Canada Poultry and products annual 2016 published
Executive Summary says that post forecasts a return to moderate growth for 2017, with broiler meat production estimated at 1,195,000 metric tons (MT), or 2.5% above the 2016 estimated level. Poultry meat will continue to be competitively priced and an attractive substitute to other pricier meats. With supply management, poultry farmers in Canada recover their costs of production from processing plants. Farmers are, therefore, largely sheltered from the impact of fluctuating feed costs. Although poultry processors' ability to pass on input costs to downstream customers is more limited, in 2017 they are likely to continue to enjoy positive profit margins.
For 2016, Post estimates the broiler meat production at 1,165,000 MT, a level reflecting an improved performance in the sector compared to previous years, as the industry steadily increased production throughout the year to meet a solid demand. The growth in the chicken sector is estimated for 2016 at 4.8%, which is a remarkable level. The last time the sector grew at a rate above 4 percent was back in 2001 (a 6% growth rate at the time).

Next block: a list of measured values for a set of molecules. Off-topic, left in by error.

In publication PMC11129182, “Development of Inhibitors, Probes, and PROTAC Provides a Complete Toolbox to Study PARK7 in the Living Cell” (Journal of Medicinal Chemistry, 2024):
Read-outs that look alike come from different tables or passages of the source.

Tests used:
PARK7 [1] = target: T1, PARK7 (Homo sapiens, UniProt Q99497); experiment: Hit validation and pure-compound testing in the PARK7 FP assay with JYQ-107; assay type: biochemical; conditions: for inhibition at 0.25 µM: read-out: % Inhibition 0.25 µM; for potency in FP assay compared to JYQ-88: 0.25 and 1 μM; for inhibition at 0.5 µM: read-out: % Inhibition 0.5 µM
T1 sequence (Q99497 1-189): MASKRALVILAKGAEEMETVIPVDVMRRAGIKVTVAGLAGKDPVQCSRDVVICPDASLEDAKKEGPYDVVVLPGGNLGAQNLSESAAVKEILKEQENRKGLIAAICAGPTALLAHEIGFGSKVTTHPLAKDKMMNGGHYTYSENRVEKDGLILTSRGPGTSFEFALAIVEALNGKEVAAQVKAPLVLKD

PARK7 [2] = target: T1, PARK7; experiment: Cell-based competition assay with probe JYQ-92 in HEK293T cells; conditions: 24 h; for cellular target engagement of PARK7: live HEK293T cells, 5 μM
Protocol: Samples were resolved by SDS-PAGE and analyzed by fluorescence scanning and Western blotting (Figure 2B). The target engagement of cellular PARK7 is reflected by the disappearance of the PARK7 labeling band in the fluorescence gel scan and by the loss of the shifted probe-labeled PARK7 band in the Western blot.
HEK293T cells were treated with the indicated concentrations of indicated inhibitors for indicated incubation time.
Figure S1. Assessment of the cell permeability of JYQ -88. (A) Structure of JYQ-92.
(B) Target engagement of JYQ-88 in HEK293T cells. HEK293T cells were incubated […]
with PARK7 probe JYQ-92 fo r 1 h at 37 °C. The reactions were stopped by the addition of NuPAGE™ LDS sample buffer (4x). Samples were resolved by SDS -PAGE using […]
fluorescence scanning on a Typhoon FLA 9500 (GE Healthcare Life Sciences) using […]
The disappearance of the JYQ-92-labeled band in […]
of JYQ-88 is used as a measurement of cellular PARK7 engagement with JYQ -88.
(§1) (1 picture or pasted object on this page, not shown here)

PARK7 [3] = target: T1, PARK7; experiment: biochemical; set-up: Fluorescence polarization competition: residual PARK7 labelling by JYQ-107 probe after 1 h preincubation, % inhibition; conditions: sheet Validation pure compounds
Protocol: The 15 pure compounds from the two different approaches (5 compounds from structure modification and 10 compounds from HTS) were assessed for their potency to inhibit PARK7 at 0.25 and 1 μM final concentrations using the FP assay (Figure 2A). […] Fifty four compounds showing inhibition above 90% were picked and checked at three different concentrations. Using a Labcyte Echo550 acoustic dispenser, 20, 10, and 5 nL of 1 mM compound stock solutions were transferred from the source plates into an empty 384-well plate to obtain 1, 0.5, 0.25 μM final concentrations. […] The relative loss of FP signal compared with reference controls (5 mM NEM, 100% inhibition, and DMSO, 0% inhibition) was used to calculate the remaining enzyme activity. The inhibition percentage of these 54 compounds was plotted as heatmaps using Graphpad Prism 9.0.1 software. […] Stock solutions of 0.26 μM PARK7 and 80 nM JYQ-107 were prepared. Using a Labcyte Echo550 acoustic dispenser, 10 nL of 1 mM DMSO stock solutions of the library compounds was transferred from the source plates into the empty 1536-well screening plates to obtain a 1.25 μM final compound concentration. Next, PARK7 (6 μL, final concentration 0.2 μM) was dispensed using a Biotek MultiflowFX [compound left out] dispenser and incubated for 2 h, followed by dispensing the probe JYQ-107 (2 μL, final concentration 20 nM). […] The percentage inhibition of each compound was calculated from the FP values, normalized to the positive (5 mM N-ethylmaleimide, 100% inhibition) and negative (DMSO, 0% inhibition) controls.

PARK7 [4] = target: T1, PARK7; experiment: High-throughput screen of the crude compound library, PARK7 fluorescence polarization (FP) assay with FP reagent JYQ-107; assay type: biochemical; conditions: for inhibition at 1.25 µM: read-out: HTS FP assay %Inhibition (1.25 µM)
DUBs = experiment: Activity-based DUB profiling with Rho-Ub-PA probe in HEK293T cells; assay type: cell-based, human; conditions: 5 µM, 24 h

Canadian imports of chicken meat are regulated under a tariff rate quota (TRQ) which is a function of the previous year's production level. The global quota for 2017 is projected at 87,000 MT. In 2016 the TRQ level is 83,400 MT.
Canadian poultry companies have been increasingly utilizing various government administered imports for re-export programs. Through these programs, Canadian chicken processors import chicken meat duty free for use in processing, provided they re-export the associated processed products. Since 2007, imports for re-export have exceeded the TRQ volume, and therefore total chicken imports are more than double the TRQ volume.
Two import for re-export programs are currently used by Canadian poultry companies. The Canada Border Services Agency (CBSA) operates the Duties Relief Program (DRP), which continued to increase in popularity among Canadian companies. Post anticipates that in 2017 over 95% of Canada's imports for re-export will be part of CBSA's program, as opposed to the imports to re-export (IREP) program administered by Global Affairs Canada (GAC, formerly DFATD).